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    The main question is:
    Are they really a problem?

    Are you a farmer who looses a lot of animal food, because the rats steal it?

    I like them. They don't do anything bad to me. Why should I kill them?

    The only thing that really helps against them is a big cat which runs around the house in the late evening and early morning. It kills the small ones, the life time of a Rattus Norwegicus is between 2,5 and 3,5 years.
     
  8. Macaroon

    Macaroon A bemused & bewildered

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    Come back and tell us all about how nice they are if you have the misfortune to contract leptospirosis, eh? A life-changing disease on a par with tick-born infections like Lyme disease, amongst others; although Weill's disease (lepto.) is even more common now and is a real danger to those exposed to it. If you have rats you're exposed.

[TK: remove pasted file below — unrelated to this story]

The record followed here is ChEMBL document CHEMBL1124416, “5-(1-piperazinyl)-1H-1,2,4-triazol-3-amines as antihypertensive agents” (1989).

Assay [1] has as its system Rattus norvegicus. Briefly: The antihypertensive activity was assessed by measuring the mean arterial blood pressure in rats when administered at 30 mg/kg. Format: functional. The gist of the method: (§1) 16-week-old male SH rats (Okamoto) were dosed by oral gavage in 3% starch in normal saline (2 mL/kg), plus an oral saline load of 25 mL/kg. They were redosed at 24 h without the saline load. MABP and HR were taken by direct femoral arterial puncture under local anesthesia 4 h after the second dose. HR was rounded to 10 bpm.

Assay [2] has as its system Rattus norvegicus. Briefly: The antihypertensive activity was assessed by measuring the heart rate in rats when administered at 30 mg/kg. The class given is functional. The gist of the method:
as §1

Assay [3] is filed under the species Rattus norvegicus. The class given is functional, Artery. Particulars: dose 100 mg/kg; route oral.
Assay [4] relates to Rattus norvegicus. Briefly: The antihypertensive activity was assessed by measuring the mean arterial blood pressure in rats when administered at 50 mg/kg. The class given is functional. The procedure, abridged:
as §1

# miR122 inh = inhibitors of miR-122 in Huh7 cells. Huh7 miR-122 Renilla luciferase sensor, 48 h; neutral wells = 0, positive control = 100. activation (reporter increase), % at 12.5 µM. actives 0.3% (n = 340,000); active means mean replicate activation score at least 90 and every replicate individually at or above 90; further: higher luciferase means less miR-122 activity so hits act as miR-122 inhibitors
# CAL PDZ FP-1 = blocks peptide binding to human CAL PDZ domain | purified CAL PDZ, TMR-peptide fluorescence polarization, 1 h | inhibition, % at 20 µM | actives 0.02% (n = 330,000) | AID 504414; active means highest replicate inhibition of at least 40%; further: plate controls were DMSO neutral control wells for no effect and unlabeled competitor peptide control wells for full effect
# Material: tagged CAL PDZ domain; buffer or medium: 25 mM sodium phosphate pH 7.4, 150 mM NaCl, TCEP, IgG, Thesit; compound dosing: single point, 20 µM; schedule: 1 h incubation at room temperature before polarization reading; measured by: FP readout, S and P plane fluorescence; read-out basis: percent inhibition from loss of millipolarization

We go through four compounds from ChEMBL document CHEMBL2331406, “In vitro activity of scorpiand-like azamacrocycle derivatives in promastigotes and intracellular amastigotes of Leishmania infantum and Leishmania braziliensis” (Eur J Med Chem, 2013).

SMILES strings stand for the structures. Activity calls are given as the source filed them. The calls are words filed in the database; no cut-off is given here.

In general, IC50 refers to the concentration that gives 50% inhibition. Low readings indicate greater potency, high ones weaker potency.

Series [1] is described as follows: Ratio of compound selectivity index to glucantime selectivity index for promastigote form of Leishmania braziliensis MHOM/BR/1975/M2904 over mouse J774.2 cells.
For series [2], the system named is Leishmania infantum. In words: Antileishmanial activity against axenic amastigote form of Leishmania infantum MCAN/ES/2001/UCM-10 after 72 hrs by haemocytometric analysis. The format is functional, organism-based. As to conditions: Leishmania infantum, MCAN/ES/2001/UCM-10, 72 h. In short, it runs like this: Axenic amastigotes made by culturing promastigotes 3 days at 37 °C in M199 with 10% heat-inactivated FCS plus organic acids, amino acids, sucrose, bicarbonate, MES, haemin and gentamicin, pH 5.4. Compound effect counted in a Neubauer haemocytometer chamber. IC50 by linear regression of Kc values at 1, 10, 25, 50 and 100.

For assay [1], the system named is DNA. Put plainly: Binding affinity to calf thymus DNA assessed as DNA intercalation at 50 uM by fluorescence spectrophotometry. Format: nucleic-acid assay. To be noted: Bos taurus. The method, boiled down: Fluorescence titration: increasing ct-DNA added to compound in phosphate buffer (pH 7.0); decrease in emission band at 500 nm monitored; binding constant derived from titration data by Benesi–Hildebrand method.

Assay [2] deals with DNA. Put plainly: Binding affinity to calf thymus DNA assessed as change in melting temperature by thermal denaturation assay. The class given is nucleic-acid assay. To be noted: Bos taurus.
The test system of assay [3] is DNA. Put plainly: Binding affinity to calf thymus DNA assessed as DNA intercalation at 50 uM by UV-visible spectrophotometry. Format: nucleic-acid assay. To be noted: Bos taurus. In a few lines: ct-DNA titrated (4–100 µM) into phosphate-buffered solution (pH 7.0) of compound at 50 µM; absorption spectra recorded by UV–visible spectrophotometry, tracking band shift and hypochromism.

9. Nomad64

    Nomad64 Full Member

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    Really not a fan of rat poisons as even the modern ones seem to have the potential to harm raptors and other predators/scavengers.

    https://www.barnowltrust.org.uk/hazards-solutions/rodenticides/background-rat-poison-problem/

    Also don’t like the open traps and prefer these which are in a dual purpose poison/trap type tunnel box and have been doing a decent job of keeping the rat population (culled rats are put in fenceposts for the rooks, buzzards and kites) down around the animal feed with less risk of bycatch.